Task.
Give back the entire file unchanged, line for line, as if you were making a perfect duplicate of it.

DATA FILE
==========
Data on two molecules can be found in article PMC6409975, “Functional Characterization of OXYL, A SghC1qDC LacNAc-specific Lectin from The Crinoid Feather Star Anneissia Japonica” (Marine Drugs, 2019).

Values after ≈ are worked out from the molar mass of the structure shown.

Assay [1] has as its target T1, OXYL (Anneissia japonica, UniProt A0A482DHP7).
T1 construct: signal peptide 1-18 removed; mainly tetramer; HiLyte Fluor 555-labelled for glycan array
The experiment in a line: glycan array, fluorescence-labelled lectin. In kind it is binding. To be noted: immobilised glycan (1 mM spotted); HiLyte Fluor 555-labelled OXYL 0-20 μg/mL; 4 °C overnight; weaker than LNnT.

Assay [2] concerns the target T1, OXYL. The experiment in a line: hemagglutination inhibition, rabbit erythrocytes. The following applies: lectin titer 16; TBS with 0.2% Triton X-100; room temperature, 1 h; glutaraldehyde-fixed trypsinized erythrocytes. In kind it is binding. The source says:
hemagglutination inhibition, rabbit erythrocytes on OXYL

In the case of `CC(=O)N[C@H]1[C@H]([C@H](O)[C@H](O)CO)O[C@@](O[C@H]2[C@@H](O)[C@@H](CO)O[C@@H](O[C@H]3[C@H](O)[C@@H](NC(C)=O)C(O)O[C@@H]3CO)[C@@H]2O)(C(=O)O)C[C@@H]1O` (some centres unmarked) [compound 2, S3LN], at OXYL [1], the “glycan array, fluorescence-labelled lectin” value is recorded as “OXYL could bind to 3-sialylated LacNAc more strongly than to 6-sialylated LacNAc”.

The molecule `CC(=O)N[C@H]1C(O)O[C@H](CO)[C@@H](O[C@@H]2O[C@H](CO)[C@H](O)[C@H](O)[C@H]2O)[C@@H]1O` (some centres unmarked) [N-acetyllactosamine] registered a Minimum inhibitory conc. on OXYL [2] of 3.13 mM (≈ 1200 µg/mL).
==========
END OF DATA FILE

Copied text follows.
Data on two molecules can be found in article PMC6409975, “Functional Characterization of OXYL, A SghC1qDC LacNAc-specific Lectin from The Crinoid Feather Star Anneissia Japonica” (Marine Drugs, 2019).

Values after ≈ are worked out from the molar mass of the structure shown.

Assay [1] has as its target T1, OXYL (Anneissia japonica, UniProt A0A482DHP7).
T1 construct: signal peptide 1-18 removed; mainly tetramer; HiLyte Fluor 555-labelled for glycan array
The experiment in a line: glycan array, fluorescence-labelled lectin. In kind it is binding. To be noted: immobilised glycan (1 mM spotted); HiLyte Fluor 555-labelled OXYL 0-20 μg/mL; 4 °C overnight; weaker than LNnT.

Assay [2] concerns the target T1, OXYL. The experiment in a line: hemagglutination inhibition, rabbit erythrocytes. The following applies: lectin titer 16; TBS with 0.2% Triton X-100; room temperature, 1 h; glutaraldehyde-fixed trypsinized erythrocytes. In kind it is binding. The source says:
hemagglutination inhibition, rabbit erythrocytes on OXYL

In the case of `CC(=O)N[C@H]1[C@H]([C@H](O)[C@H](O)CO)O[C@@](O[C@H]2[C@@H](O)[C@@H](CO)O[C@@H](O[C@H]3[C@H](O)[C@@H](NC(C)=O)C(O)O[C@@H]3CO)[C@@H]2O)(C(=O)O)C[C@@H]1O` (some centres unmarked) [compound 2, S3LN], at OXYL [1], the “glycan array, fluorescence-labelled lectin” value is recorded as “OXYL could bind to 3-sialylated LacNAc more strongly than to 6-sialylated LacNAc”.

The molecule `CC(=O)N[C@H]1C(O)O[C@H](CO)[C@@H](O[C@@H]2O[C@H](CO)[C@H](O)[C@H](O)[C@H]2O)[C@@H]1O` (some centres unmarked) [N-acetyllactosamine] registered a Minimum inhibitory conc. on OXYL [2] of 3.13 mM (≈ 1200 µg/mL).